Statistics of Multiple Myeloma

USA Statistics:


Multiple Myeloma is expected to hit 12,410 people this year, approximately 6840 men and 5570 women. The 5-year survival rate denotes the percentage of people who live for at least five years after being diagnosed with cancer. Percentage signifies how many out of a total of a hundred. People with multiple Myeloma have a 5-year survival rate of 54 percent. 

Survival rates

The 5-year survival rate for the 5 percent of the people diagnosed at an early stage is 75 percent. If cancer has matured and spread to another part of the body, the 5-year survival rate is 53 percent. At this stage, around 95 percent of the cases get a diagnosis. Because survival rates have steadily increased over time, the 5-year survival rate may underestimate the impact of recent advances in treating multiple Myeloma. Furthermore, several factors influence an individual’s survival, such as age and overall health. For example, it is a fact that younger people have higher survival rates than older people. 

It is critical to remember that statistics or the numbers on the survival rates of multiple Myeloma are only estimates. The estimate is based on the annual data on the number of people diagnosed with Multiple Myeloma in the USA. Medical experts also assess survival rates every half a decade. As a result, the estimate may not reflect on the results of the improved diagnosis or the treatment available in less than five years. 

Myeloma or multiple Myeloma because most people (90% or more) have more than one bone lesion after diagnosis, or lesions develop throughout the illness.

UK Stats:


Approximately 6000 new myeloma cases occur in the UK every year, with close to 16 people diagnosed with the disease every day. This is from the survey of 2016 – 2018. Myeloma is the 19th common cancer in the United Kingdom, accounting for 2 percent of new cancers.


Myeloma is the 18th most common cancer in females in the UK, with close to 2,500 new cases every year. It is the 16th most common cancer in males in the UK, with around 3400 new cases annually. 


In the UK, incidence rates for Myeloma are the highest in people between 85 to 89. Every year, more than 4 out of 10, that is, around 40 percent of all new myeloma cases get a diagnosis in people of 75 and over. 

The incidence rates have increased by 33 percent in the UK since the early ’90s, and the rates in males have increased by around 33 percent and in females around 21 percent.

Increasing rate

In the last ten years, myeloma incidence rates have gone up to around 11% in the UK. 6% increase in females and about 13% in males.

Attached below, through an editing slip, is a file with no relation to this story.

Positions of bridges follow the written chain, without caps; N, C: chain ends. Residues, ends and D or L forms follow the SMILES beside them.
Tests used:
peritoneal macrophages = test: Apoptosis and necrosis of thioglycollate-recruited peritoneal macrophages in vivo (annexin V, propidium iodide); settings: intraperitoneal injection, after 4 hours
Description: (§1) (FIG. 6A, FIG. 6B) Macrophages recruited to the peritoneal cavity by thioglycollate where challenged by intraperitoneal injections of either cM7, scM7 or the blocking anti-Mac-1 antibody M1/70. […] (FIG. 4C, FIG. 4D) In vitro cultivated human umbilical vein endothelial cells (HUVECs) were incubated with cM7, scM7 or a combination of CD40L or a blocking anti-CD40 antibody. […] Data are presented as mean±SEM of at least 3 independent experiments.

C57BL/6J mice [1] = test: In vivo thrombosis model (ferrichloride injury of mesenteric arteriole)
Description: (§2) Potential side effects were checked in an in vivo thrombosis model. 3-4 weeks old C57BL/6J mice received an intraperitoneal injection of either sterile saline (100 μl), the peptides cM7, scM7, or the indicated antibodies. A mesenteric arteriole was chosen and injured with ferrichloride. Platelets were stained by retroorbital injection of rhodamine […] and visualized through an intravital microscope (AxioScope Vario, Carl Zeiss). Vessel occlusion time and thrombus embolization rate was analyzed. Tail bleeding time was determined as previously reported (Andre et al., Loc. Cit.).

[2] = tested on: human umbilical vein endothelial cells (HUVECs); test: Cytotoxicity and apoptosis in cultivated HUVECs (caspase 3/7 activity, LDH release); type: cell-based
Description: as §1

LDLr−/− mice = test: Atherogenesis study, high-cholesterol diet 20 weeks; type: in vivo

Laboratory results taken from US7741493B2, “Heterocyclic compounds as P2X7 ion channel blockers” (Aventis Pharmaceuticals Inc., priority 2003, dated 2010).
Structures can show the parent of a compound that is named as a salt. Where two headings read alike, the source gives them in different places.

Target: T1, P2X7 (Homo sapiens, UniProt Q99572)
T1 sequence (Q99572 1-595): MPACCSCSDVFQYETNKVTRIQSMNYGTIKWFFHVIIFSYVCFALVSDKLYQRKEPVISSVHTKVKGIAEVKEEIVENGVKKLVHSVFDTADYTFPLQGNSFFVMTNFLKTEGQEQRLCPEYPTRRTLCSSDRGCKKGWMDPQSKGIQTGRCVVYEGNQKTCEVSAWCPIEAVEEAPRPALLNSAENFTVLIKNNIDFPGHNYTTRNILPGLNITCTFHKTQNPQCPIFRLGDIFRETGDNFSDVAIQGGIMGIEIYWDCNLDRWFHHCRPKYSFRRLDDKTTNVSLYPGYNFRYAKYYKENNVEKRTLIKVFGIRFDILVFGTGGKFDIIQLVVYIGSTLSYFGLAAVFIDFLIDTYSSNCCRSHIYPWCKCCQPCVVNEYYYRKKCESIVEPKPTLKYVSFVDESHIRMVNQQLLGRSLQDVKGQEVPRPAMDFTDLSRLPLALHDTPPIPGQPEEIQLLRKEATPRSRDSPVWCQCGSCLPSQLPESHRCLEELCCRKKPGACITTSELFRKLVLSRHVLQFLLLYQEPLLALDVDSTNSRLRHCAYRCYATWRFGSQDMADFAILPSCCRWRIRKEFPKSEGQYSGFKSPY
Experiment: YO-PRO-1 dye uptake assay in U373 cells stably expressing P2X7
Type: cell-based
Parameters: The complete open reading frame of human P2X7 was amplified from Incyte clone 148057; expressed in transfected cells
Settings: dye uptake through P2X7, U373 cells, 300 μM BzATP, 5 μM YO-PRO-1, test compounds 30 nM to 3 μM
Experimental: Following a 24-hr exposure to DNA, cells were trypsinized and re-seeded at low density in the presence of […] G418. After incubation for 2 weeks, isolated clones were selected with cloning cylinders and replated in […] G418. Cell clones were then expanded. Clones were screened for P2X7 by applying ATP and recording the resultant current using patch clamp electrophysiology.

The myeloma incidence rates are approximately estimated to rise by 11% in the UK from 2014 and 2035. This is projected to hit 12 cases for every 100,000 by the year 2035. The myeloma incidence rates in the UK in females are very similar in the most deprived decile compared with the least, and in males are similar in the most deprived quintile compared with the least (2013-2017). Myeloma is more common in black people than in white and also Asians. An estimation of 17,600 people who had previously been diagnosed with the disease survived in the UK at the end of 2010. 

Mortality rate

The mortality rate shows approximately 3100 deaths from this disease in the UK, more than 8 in 24 hours. Myeloma is the 17th most common cause of cancer death in the UK, accounting for 2% of cancer deaths. It is the 16th most common cause of death due to cancer in females, with around 1400 deaths in 2018. 


Every year, around 61% of all myeloma deaths in the UK are in people aged 75 and above. It is the 16th most common cause of death in males, with approximately 1700 deaths in 2018. Mortality rates for the disease are the highest in people aged 85 to 89. Over the last ten years, myeloma mortality rates have hit a plateau state and have remained stable, and rates in males have remained stable. Mortality rates for Myeloma are projected to fall by 17% in the UK between 2014 and 2035, to 5 deaths per 100,000 people by the year 2035. For the last 50 years, myeloma mortality rates have increased by 60 % in the UK. Myeloma survival rates have improved and quadrupled over the UK’s previous four decades.